1686 related Products with: Structural Determinants of the Gain-of-Function Phenotype of Human Leukemia-associated Mutant CBL Oncogene.

TCP-1 theta antibody Sour Recombinant Human GSTO1 M Recombinant Human GSTO1 M Recombinant Human GSTO1 M Recombinant Human T-cell Recombinant Human T-cell Recombinant Human T-cell Recombinant Human p53 Mut Recombinant Human p53 Mut Recombinant Human p53 Mut Recombinant Human PKC the Recombinant Human PKC the

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#27601900   2016/09/07 Save this To Up

The preosteoblast response of electrospinning PLGA/PCL nanofibers: effects of biomimetic architecture and collagen I.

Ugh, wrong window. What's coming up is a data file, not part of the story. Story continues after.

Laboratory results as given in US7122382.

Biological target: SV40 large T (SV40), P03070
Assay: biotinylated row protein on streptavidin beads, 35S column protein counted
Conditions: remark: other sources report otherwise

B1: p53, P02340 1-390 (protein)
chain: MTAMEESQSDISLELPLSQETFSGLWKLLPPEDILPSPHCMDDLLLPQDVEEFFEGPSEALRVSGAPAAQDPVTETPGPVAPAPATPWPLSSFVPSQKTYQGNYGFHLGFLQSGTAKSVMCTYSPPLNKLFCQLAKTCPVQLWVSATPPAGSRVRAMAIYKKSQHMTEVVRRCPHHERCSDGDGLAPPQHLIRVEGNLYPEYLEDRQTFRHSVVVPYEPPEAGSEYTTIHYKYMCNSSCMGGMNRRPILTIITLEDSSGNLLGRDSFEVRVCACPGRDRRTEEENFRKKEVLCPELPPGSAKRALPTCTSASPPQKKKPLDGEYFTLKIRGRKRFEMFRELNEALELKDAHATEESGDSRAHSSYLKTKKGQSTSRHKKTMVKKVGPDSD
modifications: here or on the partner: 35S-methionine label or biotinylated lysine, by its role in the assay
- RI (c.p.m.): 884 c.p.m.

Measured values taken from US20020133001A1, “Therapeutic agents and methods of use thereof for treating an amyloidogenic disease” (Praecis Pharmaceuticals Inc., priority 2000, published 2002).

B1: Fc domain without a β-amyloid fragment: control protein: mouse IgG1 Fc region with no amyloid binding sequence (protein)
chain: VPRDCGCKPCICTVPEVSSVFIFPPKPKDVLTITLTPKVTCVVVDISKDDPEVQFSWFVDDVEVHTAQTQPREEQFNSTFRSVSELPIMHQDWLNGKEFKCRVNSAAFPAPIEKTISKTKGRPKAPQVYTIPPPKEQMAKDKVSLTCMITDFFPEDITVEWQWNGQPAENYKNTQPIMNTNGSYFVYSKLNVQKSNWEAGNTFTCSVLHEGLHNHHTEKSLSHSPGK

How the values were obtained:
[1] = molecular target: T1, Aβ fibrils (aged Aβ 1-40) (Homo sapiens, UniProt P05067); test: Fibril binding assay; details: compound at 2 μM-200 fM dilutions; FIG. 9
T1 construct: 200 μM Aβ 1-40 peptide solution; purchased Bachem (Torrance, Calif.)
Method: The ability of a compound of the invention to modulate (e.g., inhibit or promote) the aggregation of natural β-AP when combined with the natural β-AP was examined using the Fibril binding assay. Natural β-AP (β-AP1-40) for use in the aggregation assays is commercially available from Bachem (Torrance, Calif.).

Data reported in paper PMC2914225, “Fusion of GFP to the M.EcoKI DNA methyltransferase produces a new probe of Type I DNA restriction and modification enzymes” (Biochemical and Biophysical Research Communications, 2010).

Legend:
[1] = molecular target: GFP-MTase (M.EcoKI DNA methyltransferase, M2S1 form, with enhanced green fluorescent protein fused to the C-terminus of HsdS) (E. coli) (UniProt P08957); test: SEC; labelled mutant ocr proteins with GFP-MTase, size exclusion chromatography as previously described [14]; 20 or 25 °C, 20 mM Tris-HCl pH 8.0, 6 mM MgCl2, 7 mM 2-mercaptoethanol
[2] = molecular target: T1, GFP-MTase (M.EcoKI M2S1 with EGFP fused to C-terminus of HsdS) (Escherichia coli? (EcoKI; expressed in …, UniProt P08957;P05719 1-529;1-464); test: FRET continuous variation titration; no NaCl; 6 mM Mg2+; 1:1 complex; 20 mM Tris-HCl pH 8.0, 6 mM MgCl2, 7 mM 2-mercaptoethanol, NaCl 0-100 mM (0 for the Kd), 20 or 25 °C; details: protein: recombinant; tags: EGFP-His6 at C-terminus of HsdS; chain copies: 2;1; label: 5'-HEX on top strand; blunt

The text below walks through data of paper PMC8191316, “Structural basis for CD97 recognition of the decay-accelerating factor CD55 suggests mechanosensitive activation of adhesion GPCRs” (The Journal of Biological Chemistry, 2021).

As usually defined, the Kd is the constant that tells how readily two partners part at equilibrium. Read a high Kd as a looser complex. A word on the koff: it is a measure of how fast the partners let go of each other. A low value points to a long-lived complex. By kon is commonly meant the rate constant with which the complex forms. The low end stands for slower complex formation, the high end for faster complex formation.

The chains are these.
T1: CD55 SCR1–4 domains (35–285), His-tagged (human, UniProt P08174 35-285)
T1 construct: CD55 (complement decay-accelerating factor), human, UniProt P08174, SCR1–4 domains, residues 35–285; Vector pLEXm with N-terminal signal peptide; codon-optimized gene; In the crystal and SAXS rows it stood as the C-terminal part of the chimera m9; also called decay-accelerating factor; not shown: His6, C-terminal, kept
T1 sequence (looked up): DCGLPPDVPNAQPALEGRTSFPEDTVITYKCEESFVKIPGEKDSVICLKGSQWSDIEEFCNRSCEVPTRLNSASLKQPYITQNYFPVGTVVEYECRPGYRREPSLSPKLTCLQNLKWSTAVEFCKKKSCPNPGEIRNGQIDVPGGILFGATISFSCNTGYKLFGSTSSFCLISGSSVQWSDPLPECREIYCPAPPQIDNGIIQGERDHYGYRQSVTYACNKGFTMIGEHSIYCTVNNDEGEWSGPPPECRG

Constructing biomimetic structure and incorporating bioactive molecules is an effective strategy to achieve a more favorable cell response. To explore the effect of electrospinning (ES) nanofibrous architecture and collagen I (COL I)-incorporated modification on tuning osteoblast response, a resorbable membrane composed of poly(lactic-co-glycolic acid)/poly(caprolactone) (PLGA/PCL; 7:3 w/w) was developed via ES. COL I was blended into PLGA/PCL solution to prepare composite ES membrane. Notably, relatively better cell response was delivered by the bioactive ES-based membrane which was fabricated by modification of 3,4-dihydroxyphenylalanine and COL I. After investigation by field emission scanning electron microscopy, Fourier transform infrared spectroscopy, contact angle measurement, and mechanical test, polyporous three-dimensional nanofibrous structure with low tensile force and the successful integration of COL I was obtained by the ES method. Compared with traditional PLGA/PCL membrane, the surface hydrophilicity of collagen-incorporated membranes was largely enhanced. The behavior of mouse preosteoblast MC3T3-E1 cell infiltration and proliferation on membranes was studied at 24 and 48 hours. The negative control was fabricated by solvent casting. Evaluation of cell adhesion and morphology demonstrated that all the ES membranes were more favorable for promoting the cell adhesion and spreading than the casting membrane. Cell Counting Kit-8 assays revealed that biomimetic architecture, surface topography, and bioactive properties of membranes were favorable for cell growth. Analysis of β1 integrin expression level by immunofluorescence indicated that such biomimetic architecture, especially COL I-grafted surface, plays a key role in cell adhesion and proliferation. The real-time polymerase chain reaction suggested that both surface topography and bioactive properties could facilitate the cell adhesion. The combined effect of biomimetic architecture with enhanced surface activity by 3,4-dihydroxyphenylalanine-assisted modification and COL I incorporation of PLGA/PCL electrospun membranes could successfully fill osteogenic defects and allow for better cell proliferation and differentiation.